Use your ears and just like hand held routing you soon know if you are overfeeding.
Black burnt edges is of course from going far too slow, you see that one all the time on handheld router jobs and occasionally on CNC work too

Nice to hear you have sorted out the Mechmate machine and given it a fresh start with some new needed mods.
Send us some pics of your new machine once you get it going.

Regards
Ross
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  #14  
Old Sat 06 October 2012, 05:08
KenC
Just call me: Ken
 
Klang
Malaysia
It doesn't matter if you own an MM, all I need is to access your cutting experience.
End of the day, all setting figures are not cast in stone.
In fact, spindle owner can give better advise on speed & feed... because we actually know it
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  #15  
Old Sat 06 October 2012, 07:26
Richards
Just call me: Mike
 
South Jordan, UT
United States of America
Just watch the "chip load". Set the feed, speed and depth of cut so that you get the desired chipload without bogging down the router or the stepper motors.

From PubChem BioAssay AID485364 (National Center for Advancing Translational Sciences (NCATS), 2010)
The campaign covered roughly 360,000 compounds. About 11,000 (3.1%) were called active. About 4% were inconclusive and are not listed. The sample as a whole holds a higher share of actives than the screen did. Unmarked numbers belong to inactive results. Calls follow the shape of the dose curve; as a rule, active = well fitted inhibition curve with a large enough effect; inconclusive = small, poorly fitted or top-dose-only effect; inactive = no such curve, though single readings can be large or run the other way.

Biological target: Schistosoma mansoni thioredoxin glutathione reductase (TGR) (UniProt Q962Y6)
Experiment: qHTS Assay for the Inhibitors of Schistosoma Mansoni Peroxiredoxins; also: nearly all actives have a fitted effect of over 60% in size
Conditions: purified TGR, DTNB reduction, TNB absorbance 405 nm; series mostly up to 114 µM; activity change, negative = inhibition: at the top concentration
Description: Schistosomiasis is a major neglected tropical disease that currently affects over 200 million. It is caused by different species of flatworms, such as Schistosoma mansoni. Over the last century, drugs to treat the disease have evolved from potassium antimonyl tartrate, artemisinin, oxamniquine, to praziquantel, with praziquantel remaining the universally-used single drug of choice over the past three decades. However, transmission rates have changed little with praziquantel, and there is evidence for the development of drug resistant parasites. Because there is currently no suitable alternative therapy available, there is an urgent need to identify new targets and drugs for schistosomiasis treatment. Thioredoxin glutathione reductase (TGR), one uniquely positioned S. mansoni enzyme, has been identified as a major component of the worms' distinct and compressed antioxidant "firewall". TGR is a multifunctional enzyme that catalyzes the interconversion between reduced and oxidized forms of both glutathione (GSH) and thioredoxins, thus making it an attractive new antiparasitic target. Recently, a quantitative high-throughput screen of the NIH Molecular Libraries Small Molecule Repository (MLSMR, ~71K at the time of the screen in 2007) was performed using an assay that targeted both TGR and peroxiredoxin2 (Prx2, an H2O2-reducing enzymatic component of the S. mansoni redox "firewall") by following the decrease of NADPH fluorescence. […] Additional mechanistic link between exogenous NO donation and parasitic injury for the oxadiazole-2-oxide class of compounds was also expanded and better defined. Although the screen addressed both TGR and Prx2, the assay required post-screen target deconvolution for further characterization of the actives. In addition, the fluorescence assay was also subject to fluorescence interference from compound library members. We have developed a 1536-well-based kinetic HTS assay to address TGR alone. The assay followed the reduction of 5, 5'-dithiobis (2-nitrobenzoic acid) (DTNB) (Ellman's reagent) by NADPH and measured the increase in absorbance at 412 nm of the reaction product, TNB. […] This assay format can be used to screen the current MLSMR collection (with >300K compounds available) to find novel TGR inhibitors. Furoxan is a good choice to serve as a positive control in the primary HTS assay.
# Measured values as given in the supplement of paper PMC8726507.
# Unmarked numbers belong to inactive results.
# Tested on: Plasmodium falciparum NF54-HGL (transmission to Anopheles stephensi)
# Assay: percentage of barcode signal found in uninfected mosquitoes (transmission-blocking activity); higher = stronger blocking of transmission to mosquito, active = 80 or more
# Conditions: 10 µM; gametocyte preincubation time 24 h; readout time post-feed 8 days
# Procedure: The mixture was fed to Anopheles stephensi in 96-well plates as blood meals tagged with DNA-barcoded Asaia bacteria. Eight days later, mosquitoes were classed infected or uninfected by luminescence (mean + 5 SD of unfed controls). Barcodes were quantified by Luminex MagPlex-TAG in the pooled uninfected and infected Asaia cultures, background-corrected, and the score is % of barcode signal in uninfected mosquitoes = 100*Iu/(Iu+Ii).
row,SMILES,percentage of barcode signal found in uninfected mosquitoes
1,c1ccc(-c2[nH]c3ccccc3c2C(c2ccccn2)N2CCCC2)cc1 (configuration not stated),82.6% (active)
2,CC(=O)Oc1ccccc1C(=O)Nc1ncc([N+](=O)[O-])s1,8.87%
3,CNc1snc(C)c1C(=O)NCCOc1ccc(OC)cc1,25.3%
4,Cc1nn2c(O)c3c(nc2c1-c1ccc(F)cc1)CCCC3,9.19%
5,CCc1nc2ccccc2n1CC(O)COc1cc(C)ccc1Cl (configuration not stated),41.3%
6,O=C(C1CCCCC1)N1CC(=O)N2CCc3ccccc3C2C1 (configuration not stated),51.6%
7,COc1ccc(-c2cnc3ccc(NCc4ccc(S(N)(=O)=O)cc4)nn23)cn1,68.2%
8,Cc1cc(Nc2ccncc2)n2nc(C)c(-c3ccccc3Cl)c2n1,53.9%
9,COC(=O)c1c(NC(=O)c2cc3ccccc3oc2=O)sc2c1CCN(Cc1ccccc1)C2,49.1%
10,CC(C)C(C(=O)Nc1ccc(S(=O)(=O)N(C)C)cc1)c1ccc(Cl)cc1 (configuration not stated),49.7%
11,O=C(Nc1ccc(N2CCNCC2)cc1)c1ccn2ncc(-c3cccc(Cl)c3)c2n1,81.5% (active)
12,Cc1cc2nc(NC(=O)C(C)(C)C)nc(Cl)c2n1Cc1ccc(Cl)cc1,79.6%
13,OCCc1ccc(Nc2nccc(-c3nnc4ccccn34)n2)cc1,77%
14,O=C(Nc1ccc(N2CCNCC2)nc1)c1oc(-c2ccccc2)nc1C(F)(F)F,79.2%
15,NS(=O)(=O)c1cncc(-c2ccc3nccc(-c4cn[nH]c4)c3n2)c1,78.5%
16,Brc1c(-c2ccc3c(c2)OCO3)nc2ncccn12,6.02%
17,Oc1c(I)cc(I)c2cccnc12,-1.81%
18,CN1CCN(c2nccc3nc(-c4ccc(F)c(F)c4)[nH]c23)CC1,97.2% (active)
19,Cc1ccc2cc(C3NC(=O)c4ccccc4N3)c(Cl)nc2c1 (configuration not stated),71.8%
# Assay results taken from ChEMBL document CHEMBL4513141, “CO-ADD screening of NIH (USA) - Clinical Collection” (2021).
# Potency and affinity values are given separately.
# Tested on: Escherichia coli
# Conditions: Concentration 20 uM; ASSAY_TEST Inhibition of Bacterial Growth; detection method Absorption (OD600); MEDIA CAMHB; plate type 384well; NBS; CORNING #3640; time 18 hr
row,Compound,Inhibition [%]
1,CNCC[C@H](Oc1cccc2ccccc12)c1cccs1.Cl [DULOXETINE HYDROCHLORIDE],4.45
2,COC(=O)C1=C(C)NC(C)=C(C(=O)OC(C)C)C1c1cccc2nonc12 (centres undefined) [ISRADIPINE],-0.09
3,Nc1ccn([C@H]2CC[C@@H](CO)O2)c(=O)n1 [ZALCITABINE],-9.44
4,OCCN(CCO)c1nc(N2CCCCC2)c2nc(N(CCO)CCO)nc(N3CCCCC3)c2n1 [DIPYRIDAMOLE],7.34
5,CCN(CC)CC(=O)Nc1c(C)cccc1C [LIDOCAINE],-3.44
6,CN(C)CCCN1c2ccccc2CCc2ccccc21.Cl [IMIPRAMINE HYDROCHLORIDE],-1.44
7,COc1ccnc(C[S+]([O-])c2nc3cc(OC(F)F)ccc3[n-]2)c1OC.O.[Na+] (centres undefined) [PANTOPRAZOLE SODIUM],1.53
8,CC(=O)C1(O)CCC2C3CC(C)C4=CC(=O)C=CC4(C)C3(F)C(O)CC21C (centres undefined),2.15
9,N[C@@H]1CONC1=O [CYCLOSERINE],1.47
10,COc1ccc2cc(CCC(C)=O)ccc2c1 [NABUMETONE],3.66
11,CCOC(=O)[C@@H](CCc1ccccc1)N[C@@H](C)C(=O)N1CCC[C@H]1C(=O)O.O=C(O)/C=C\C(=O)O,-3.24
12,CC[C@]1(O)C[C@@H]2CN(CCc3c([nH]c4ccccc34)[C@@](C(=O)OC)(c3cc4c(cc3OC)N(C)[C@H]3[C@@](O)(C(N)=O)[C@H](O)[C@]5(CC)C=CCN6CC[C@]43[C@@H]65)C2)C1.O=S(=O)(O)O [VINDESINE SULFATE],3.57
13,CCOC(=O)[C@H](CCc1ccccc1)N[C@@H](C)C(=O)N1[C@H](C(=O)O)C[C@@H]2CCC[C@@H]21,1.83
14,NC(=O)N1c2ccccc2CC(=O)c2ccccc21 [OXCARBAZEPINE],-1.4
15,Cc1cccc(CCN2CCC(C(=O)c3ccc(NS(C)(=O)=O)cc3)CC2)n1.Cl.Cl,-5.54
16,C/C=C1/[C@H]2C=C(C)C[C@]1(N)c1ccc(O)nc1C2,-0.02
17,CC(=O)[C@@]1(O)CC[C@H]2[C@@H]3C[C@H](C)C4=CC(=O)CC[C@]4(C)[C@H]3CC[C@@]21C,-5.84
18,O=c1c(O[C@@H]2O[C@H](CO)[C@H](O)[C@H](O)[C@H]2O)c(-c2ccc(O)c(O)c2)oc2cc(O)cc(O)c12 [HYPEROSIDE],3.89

When I cut solid wood, I used a chipload of about 0.015". When I cut composites, I used a chipload of about 0.025". Experiment to see the maximum chipload that leaves the desired finish. Too small a chipload and you'll burn up cutters. Too great a chipload and you'll do a lot of sanding.

With a 3-1/4 hp router, I took shallow cuts (about 1/4th inch or less) in solid wood (depending on the diameter of the cutter, which was usually 3/8").

Chipload = (Feed Speed in inches per minute) / ( RPM X Number of flutes)

RPM = (Feed Speed in inches per minute) / (Chipload X Number of flutes)

Feed Speed = RPM X Chipload X Number of flutes

300" per minute / (15,000 RPM X 2 flutes) = 0.01"

300" per minute / (15,000 RPM X 1 flute) = 0.02"

With my router, I normally used a 1-flute cutter.

If your router has variable speed, try cutting in the 12,000 to 15,000 RPM range.

Make multiple passes to get to full depth and then make a full depth climb cut "finishing" pass that removes about 0.02" to 0.05" to remove the ridge lines.